Just like any other of our impromptu trips, this trip to Cameron Highlands was no different. George suggested that we take a short trip back to Raub. But my mind has been on a slightly longer road trip mode for the past few weeks. I need a longer road trip. A different route. It was a toss between the beaches or to the mountains. We did the beach thingy often enough that we decided that a trip to the mountains will be good this time.
But where to?
I recalled that the drive passing through the long and winding road heading towards Fraser’s Hills rendered my poor husband sick for the next couple of days. We didn’t make it up to the hill station; instead we just passed through The Gap (the foot of the hill station).
We started off from Kuala Lumpur around noon. Just about the same time as in our last drive to get our paint roller a few months back – and ended up in Pulau Pangkor. We decided to take the coastal road to admire the small kampungs and the different sceneries on the way north. I have always liked driving on the coastal road rather than taking the highway. There are so many rustic sceneries to see, with so many smaller towns in between.
The problem with travelling without a proper itinerary and planning is that you really don’t know what to expect when you reach the desired destination, or whether you have any accommodation. We have been pretty lucky in the past. The last trip to Kuantan saw us getting the last room available at the local hotel. We managed to get a room in Johor Bahru – at 10.30 pm. Pricey room but hey! At least
The bed was comfortable.
Anyways, I digress.
There we were, getting stuck at the main road in Brinchang, Cameron Highlands at 8.30 pm. The small town was cramped with coaches as well as local and foreign tourists. It was raining too. Adding on to our “excitement” was the fact that we had stopped at 3 hotels, and there were no rooms available. Ok, let me rephrase that. There were no rooms that we were willing to pay the price for. Holidaying in Cameron Highlands means that you have to fork out quite a sum for comfortable, decent hotel rooms. We decided that paying RM400/night was too much for a few hours of sleep.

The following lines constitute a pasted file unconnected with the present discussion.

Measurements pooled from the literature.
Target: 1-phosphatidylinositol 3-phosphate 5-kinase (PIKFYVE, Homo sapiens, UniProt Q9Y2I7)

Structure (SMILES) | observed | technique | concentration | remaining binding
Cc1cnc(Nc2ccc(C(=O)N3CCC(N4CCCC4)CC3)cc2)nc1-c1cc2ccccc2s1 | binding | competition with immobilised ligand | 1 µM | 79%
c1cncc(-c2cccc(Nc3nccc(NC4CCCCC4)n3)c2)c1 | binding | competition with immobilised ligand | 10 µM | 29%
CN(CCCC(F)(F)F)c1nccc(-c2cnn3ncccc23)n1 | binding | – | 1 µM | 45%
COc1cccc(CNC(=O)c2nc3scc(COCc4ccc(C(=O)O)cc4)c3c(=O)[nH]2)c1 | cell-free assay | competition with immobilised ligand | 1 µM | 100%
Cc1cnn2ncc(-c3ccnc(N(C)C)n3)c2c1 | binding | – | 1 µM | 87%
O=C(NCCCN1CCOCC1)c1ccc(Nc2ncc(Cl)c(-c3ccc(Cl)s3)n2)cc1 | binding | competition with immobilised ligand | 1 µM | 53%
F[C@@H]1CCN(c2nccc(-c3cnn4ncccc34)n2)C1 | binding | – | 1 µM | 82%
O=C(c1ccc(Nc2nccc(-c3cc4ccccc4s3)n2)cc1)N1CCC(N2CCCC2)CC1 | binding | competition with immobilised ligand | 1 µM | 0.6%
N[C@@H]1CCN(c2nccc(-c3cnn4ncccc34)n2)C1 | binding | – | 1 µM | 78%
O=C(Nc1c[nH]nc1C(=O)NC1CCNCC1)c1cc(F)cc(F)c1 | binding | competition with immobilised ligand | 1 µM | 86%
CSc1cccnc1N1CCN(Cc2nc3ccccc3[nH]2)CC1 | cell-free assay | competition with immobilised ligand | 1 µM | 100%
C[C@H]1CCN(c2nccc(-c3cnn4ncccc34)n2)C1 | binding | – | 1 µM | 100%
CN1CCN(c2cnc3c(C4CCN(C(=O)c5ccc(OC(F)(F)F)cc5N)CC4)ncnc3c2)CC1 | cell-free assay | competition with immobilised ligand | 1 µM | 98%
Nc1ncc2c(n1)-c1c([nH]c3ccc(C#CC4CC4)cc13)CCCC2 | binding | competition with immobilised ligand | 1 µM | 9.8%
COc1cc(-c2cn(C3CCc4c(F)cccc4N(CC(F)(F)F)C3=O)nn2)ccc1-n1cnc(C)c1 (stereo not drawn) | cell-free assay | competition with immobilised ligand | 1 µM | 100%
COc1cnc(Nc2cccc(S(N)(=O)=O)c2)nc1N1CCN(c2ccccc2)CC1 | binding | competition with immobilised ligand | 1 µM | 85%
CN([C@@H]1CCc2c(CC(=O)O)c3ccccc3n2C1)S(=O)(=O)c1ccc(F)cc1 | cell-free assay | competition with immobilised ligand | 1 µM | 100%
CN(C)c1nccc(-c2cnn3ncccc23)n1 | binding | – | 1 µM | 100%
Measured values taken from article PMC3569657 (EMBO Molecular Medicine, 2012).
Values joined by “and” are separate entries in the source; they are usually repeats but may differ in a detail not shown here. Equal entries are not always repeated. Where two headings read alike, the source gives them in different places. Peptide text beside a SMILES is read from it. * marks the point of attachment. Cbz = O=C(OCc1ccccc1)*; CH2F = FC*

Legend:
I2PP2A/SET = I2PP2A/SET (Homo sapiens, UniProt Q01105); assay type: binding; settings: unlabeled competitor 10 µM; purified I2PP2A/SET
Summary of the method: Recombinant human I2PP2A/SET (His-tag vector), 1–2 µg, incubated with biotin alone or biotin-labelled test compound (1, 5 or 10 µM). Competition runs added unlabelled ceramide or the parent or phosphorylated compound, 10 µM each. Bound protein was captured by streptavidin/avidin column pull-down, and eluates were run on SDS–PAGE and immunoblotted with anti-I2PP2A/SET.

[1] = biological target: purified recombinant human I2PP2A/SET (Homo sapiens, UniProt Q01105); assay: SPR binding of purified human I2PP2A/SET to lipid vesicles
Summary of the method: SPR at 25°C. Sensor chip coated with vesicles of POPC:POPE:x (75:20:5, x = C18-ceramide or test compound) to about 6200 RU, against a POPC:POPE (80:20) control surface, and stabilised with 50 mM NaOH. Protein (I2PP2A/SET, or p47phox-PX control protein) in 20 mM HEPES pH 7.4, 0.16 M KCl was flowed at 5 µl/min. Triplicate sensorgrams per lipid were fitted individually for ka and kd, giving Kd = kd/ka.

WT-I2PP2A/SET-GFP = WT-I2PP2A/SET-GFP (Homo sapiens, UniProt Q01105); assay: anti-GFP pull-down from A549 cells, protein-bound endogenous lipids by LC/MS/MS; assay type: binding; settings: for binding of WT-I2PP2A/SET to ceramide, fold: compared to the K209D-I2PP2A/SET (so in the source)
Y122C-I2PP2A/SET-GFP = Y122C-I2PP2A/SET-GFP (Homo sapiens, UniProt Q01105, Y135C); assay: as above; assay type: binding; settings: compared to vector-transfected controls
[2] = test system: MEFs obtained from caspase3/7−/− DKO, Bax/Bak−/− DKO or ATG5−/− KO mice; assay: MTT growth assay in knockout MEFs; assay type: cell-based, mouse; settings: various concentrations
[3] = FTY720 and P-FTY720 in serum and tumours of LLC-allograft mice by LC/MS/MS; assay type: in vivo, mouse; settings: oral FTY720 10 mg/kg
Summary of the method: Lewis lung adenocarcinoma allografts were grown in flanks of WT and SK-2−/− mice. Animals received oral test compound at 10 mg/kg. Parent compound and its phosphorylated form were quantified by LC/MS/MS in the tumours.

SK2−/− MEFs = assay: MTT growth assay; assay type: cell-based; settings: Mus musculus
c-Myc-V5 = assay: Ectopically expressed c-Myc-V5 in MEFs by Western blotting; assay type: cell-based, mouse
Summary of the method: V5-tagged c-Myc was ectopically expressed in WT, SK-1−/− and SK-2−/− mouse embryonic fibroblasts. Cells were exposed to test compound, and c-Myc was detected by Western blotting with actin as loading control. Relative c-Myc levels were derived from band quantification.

Finally, the traffic eased off, somewhat. We took a turn at one of the signages that advertised a chalet. Two seconds after the turn, we found ourselves on this quiet, small dark road that passed through what looked like an industrial area. We decided to drive for a few more minutes…and there it was, the reception to the chalet.
I couldn’t see the chalet as it was hidden at the slope facing the Brinchang town. There was a small “reception area” which was a small brick building at the end of the small road. No one was there even though the sign said “open”. Instead, a white board on a stand was placed outside of this reception, written with a few numbers to contact in case you decided to stay there.
Now, what was lacking in the atmosphere was that shrieking background music in “Psycho”. Because that was how it looked like. Two people looking for a room in a strange place, rainy night, the jungle surrounding the chalet, small dark road, an unmanned reception, and a chalet with rooms that didn’t have a single light on.
Bates Motel came to mind.
Creepy? Hell yes!
George decided that a mental picture of him getting axed was not a very nice one so we decided to turn back to the main road and yes, even if the last available room is RM400/night, we will just have to suck it up and pay.
Finally, with God’s grace, we found a decent room at one of the hotels with an equally decent price. It was nice and clean. The only slack we had was that they ran out of hot water in the morning.
We took a drive at some of the touristy places. Stopped at the strawberry farms, bought some vegetables, had the obligatory tea and scones at the tea plantation and admired the lush tea plantations as well as the think jungles of the mountains. We even stopped at the Orang Asli stalls to buy some jungle produce including the famous tualang honey on the way down home.